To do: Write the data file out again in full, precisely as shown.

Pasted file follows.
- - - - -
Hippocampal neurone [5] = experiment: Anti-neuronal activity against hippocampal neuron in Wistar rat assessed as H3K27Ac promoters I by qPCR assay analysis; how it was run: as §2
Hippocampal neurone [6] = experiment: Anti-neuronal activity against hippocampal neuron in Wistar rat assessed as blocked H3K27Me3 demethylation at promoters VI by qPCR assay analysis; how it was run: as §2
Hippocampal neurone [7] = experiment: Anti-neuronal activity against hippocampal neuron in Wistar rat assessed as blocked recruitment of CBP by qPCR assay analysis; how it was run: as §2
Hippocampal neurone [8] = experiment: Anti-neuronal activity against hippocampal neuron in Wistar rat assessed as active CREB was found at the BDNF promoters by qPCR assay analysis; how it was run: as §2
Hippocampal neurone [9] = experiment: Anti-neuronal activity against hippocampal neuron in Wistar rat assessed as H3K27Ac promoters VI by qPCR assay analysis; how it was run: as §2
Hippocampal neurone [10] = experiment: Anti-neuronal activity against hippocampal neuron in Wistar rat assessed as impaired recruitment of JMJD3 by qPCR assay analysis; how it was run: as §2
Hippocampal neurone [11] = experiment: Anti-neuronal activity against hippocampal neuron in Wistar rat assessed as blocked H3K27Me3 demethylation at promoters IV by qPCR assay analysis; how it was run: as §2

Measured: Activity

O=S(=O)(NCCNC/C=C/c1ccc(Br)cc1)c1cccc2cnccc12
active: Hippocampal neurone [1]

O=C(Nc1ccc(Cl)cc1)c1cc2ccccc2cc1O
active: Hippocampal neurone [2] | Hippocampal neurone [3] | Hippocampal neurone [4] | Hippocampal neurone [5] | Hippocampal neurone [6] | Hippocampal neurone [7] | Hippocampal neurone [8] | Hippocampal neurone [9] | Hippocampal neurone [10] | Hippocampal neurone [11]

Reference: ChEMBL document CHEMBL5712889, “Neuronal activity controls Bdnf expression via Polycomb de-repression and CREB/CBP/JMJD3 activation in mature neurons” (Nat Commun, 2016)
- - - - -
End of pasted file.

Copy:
Hippocampal neurone [5] = experiment: Anti-neuronal activity against hippocampal neuron in Wistar rat assessed as H3K27Ac promoters I by qPCR assay analysis; how it was run: as §2
Hippocampal neurone [6] = experiment: Anti-neuronal activity against hippocampal neuron in Wistar rat assessed as blocked H3K27Me3 demethylation at promoters VI by qPCR assay analysis; how it was run: as §2
Hippocampal neurone [7] = experiment: Anti-neuronal activity against hippocampal neuron in Wistar rat assessed as blocked recruitment of CBP by qPCR assay analysis; how it was run: as §2
Hippocampal neurone [8] = experiment: Anti-neuronal activity against hippocampal neuron in Wistar rat assessed as active CREB was found at the BDNF promoters by qPCR assay analysis; how it was run: as §2
Hippocampal neurone [9] = experiment: Anti-neuronal activity against hippocampal neuron in Wistar rat assessed as H3K27Ac promoters VI by qPCR assay analysis; how it was run: as §2
Hippocampal neurone [10] = experiment: Anti-neuronal activity against hippocampal neuron in Wistar rat assessed as impaired recruitment of JMJD3 by qPCR assay analysis; how it was run: as §2
Hippocampal neurone [11] = experiment: Anti-neuronal activity against hippocampal neuron in Wistar rat assessed as blocked H3K27Me3 demethylation at promoters IV by qPCR assay analysis; how it was run: as §2

Measured: Activity

O=S(=O)(NCCNC/C=C/c1ccc(Br)cc1)c1cccc2cnccc12
active: Hippocampal neurone [1]

O=C(Nc1ccc(Cl)cc1)c1cc2ccccc2cc1O
active: Hippocampal neurone [2] | Hippocampal neurone [3] | Hippocampal neurone [4] | Hippocampal neurone [5] | Hippocampal neurone [6] | Hippocampal neurone [7] | Hippocampal neurone [8] | Hippocampal neurone [9] | Hippocampal neurone [10] | Hippocampal neurone [11]

Reference: ChEMBL document CHEMBL5712889, “Neuronal activity controls Bdnf expression via Polycomb de-repression and CREB/CBP/JMJD3 activation in mature neurons” (Nat Commun, 2016)